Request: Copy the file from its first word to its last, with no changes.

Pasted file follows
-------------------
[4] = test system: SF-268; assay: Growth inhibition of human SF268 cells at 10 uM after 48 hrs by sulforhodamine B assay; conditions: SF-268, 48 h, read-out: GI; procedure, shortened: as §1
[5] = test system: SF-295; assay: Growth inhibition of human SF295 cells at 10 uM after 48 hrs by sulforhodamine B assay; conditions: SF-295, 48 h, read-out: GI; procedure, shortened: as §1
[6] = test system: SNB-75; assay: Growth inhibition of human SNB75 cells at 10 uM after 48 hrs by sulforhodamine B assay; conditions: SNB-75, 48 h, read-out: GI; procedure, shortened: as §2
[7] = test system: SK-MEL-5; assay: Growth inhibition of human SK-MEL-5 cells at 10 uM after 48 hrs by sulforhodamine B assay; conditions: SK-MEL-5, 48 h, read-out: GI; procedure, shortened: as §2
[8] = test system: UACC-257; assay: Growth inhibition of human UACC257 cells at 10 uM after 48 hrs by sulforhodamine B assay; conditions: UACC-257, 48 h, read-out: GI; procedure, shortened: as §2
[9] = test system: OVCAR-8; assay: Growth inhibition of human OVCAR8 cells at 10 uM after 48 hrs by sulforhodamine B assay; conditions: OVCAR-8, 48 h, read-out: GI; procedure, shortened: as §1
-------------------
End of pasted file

[4] = test system: SF-268; assay: Growth inhibition of human SF268 cells at 10 uM after 48 hrs by sulforhodamine B assay; conditions: SF-268, 48 h, read-out: GI; procedure, shortened: as §1
[5] = test system: SF-295; assay: Growth inhibition of human SF295 cells at 10 uM after 48 hrs by sulforhodamine B assay; conditions: SF-295, 48 h, read-out: GI; procedure, shortened: as §1
[6] = test system: SNB-75; assay: Growth inhibition of human SNB75 cells at 10 uM after 48 hrs by sulforhodamine B assay; conditions: SNB-75, 48 h, read-out: GI; procedure, shortened: as §2
[7] = test system: SK-MEL-5; assay: Growth inhibition of human SK-MEL-5 cells at 10 uM after 48 hrs by sulforhodamine B assay; conditions: SK-MEL-5, 48 h, read-out: GI; procedure, shortened: as §2
[8] = test system: UACC-257; assay: Growth inhibition of human UACC257 cells at 10 uM after 48 hrs by sulforhodamine B assay; conditions: UACC-257, 48 h, read-out: GI; procedure, shortened: as §2
[9] = test system: OVCAR-8; assay: Growth inhibition of human OVCAR8 cells at 10 uM after 48 hrs by sulforhodamine B assay; conditions: OVCAR-8, 48 h, read-out: GI; procedure, shortened: as §1